David Stern: Comparing the NBA Commissioner To The Others


Jun 27, 2013; Brooklyn, NY, USA; NBA commissioner David Stern speaks during the 2013 NBA Draft at the Barclays Center. Mandatory Credit: Joe Camporeale-USA TODAY Sports

Last night I was speaking with my wife about her employer. A little ways back, the parent company fired the vice president who oversaw sales, marketing, distribution and more. The company’s sales staff got together and lobbied upper management to hire a particular person from within their industry as her replacement. The company did. The very day the new vice president started working, the entire sales staff put in their notices to join the aforementioned fired vice president at her new employer, a competitor, no less. Since then, sales have plummeted, key personnel (besides the sales force) have left, and that department has become a pretty big mess.

As a sports fan, I immediately thought of David Stern and Gary Bettman (NHL commissioner) and I figured, what the heck, I’ll do a piece on American sport commissioners: Stern, Bettman, Roger Goodell and Bud Selig.

As fans we expect the commissioner’s first duty to be to the sport. And in a perfect world, it would be. But the commissioners are paid by the owners and therefore their first duty is to those employers. My rankings are from a fan’s perspective.

King David

LeBron James may have earned the nickname King James, but it’s David Stern who has reigned supreme over the NBA for the last 30 years.  I’m pretty sure that anyone that loves and follows the NBA has taken a shot at David Stern at some point. I certainly have.

But after looking at the current state of the commissioners in American sport today, Mr. Stern is definitely the cream of this crop. Stern definitely has had the benefit of great timing, he began as commissioner just as Magic and Bird were entering the league, he was there for Michael, probably the most iconic athlete in the history of sport, and recently his good fortune has extended to the horror show that the NBPA (player’s union) has been under the tenure of Hunter/Fisher.

Of the four commissioners, Stern is the one I would place into the elite category. During his reign (make no mistake about it, his tenure has been a reign), Stern has taken a marginal sport dominated by African-Americans and grown it exponentially to an audience, the majority of which is white.

Mr. Stern’s greatest attribute may have been his ability to roll with the changes, and to take advantage of EVERY opportunity that was presented to him.

When Stern took over, football was king, baseball followed closely and the NBA and NHL followed a few rungs down the ladder. During his tenure, the NBA has become second only to the NFL in popularity, and is riding a huge wave of television money, great ratings and marketability.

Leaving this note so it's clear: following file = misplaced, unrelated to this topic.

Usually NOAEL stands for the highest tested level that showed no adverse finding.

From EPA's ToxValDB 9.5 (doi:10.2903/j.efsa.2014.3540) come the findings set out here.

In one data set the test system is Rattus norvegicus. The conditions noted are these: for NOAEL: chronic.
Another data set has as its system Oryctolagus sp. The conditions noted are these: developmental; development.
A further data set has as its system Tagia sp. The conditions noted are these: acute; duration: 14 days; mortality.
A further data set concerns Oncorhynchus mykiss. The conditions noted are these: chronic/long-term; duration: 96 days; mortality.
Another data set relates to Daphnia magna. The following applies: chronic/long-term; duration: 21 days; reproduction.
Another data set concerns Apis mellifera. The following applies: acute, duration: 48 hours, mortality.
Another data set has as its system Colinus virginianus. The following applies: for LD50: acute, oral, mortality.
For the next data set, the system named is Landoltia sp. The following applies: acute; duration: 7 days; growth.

Suffice it to say, over the last 30 years, the NBA has greatly benefitted from David Stern’s presence. On February 1st of next year, David Stern will be stepping down as commissioner handing his job over to Adam Silver. Mr. Silver, I’m sure, is extremely thankful for the position he’ll be left in, of all the major American sports leagues, the NBA sits in the best position going forward.

By now you’re wondering, what the heck does your wife’s employers have to do with this?

That brings me to the single greatest act ever perpetrated by a sports commissioner: the selling of Gary Bettman to the NHL. Ten years into Stern’s tenure as commissioner, the NBA and NHL were still battling for the hearts of the American sports consumer. Then it happened, Bettman, the young star of NBA administration is purloined from Stern to take over his nemesis, the NHL. What a coup for hockey. Or was it. This stinks of the sales force sabotaging their old company to benefit their new one. Stern pushed off his Ruprecht (see Dirty Rotten Scoundrels, seriously, it is a true comedic classic) onto the NHL. Three useless lockouts and countless slaps to its fans and here we are. Twenty years later and the NBA is at its strongest, and the NHL, well the NHL can’t really be called a major American sport anymore. The NHL’s battles are now with English Premier League and MLS soccer for ratings.

Aug 8, 2013; New York, NY, USA; NHL commissioner Gary Bettman speaks at a press conference at Yankee Stadium. Two outdoor regular-season NHL games will be played at Yankee Stadium during the 2013-14 season as part of the 2014 Stadium Series. Mandatory Credit: Ed Mulholland-USA TODAY Sports

Gary “Ruprecht” Bettman

 There isn’t much more for me to say other than the above. I loved hockey, but can barely tolerate watching it any longer. Where the commissioner should be an ambassador for his sport, Bettman has been a border patrol guard treating the fans like they’re illegal immigrants trying to cross the border. Bettman is my wife’s VP, his presence hasn’t destroyed the NHL, but it has damaged it.